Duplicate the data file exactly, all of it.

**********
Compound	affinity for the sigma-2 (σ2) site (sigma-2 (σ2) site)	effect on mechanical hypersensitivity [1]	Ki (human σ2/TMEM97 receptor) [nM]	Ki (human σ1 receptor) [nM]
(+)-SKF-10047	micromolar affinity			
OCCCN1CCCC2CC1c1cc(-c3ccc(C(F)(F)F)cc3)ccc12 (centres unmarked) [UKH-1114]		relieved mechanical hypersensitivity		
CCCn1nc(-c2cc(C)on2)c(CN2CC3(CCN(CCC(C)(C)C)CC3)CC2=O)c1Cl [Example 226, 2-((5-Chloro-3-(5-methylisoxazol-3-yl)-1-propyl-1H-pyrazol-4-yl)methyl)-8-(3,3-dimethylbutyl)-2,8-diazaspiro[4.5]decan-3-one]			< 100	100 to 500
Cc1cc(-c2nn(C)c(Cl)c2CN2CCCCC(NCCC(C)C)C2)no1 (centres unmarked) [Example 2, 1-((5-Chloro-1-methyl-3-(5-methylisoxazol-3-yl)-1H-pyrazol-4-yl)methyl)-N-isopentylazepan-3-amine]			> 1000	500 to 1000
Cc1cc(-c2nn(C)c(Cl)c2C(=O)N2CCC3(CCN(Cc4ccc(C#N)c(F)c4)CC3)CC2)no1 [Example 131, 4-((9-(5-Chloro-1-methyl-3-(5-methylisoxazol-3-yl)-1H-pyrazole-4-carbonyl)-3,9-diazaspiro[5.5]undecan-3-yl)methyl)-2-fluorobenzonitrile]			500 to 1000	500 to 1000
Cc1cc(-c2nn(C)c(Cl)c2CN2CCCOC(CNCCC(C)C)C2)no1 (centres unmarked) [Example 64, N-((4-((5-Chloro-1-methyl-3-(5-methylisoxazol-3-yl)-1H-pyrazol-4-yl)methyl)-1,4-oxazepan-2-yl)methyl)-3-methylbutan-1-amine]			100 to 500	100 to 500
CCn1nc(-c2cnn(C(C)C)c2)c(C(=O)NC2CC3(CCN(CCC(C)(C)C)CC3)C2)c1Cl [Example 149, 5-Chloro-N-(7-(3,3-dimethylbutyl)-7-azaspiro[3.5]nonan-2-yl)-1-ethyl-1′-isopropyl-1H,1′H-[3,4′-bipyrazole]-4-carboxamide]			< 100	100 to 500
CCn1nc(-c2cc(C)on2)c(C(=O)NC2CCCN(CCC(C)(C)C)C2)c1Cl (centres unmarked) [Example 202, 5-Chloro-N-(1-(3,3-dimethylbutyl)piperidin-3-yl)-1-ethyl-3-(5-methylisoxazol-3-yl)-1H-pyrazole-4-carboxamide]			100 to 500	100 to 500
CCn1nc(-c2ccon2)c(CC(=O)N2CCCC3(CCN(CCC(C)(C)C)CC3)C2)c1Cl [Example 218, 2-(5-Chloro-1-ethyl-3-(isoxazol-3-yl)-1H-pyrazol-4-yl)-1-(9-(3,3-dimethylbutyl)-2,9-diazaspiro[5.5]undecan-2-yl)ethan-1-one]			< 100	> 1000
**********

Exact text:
Compound	affinity for the sigma-2 (σ2) site (sigma-2 (σ2) site)	effect on mechanical hypersensitivity [1]	Ki (human σ2/TMEM97 receptor) [nM]	Ki (human σ1 receptor) [nM]
(+)-SKF-10047	micromolar affinity			
OCCCN1CCCC2CC1c1cc(-c3ccc(C(F)(F)F)cc3)ccc12 (centres unmarked) [UKH-1114]		relieved mechanical hypersensitivity		
CCCn1nc(-c2cc(C)on2)c(CN2CC3(CCN(CCC(C)(C)C)CC3)CC2=O)c1Cl [Example 226, 2-((5-Chloro-3-(5-methylisoxazol-3-yl)-1-propyl-1H-pyrazol-4-yl)methyl)-8-(3,3-dimethylbutyl)-2,8-diazaspiro[4.5]decan-3-one]			< 100	100 to 500
Cc1cc(-c2nn(C)c(Cl)c2CN2CCCCC(NCCC(C)C)C2)no1 (centres unmarked) [Example 2, 1-((5-Chloro-1-methyl-3-(5-methylisoxazol-3-yl)-1H-pyrazol-4-yl)methyl)-N-isopentylazepan-3-amine]			> 1000	500 to 1000
Cc1cc(-c2nn(C)c(Cl)c2C(=O)N2CCC3(CCN(Cc4ccc(C#N)c(F)c4)CC3)CC2)no1 [Example 131, 4-((9-(5-Chloro-1-methyl-3-(5-methylisoxazol-3-yl)-1H-pyrazole-4-carbonyl)-3,9-diazaspiro[5.5]undecan-3-yl)methyl)-2-fluorobenzonitrile]			500 to 1000	500 to 1000
Cc1cc(-c2nn(C)c(Cl)c2CN2CCCOC(CNCCC(C)C)C2)no1 (centres unmarked) [Example 64, N-((4-((5-Chloro-1-methyl-3-(5-methylisoxazol-3-yl)-1H-pyrazol-4-yl)methyl)-1,4-oxazepan-2-yl)methyl)-3-methylbutan-1-amine]			100 to 500	100 to 500
CCn1nc(-c2cnn(C(C)C)c2)c(C(=O)NC2CC3(CCN(CCC(C)(C)C)CC3)C2)c1Cl [Example 149, 5-Chloro-N-(7-(3,3-dimethylbutyl)-7-azaspiro[3.5]nonan-2-yl)-1-ethyl-1′-isopropyl-1H,1′H-[3,4′-bipyrazole]-4-carboxamide]			< 100	100 to 500
CCn1nc(-c2cc(C)on2)c(C(=O)NC2CCCN(CCC(C)(C)C)C2)c1Cl (centres unmarked) [Example 202, 5-Chloro-N-(1-(3,3-dimethylbutyl)piperidin-3-yl)-1-ethyl-3-(5-methylisoxazol-3-yl)-1H-pyrazole-4-carboxamide]			100 to 500	100 to 500
CCn1nc(-c2ccon2)c(CC(=O)N2CCCC3(CCN(CCC(C)(C)C)CC3)C2)c1Cl [Example 218, 2-(5-Chloro-1-ethyl-3-(isoxazol-3-yl)-1H-pyrazol-4-yl)-1-(9-(3,3-dimethylbutyl)-2,9-diazaspiro[5.5]undecan-2-yl)ethan-1-one]			< 100	> 1000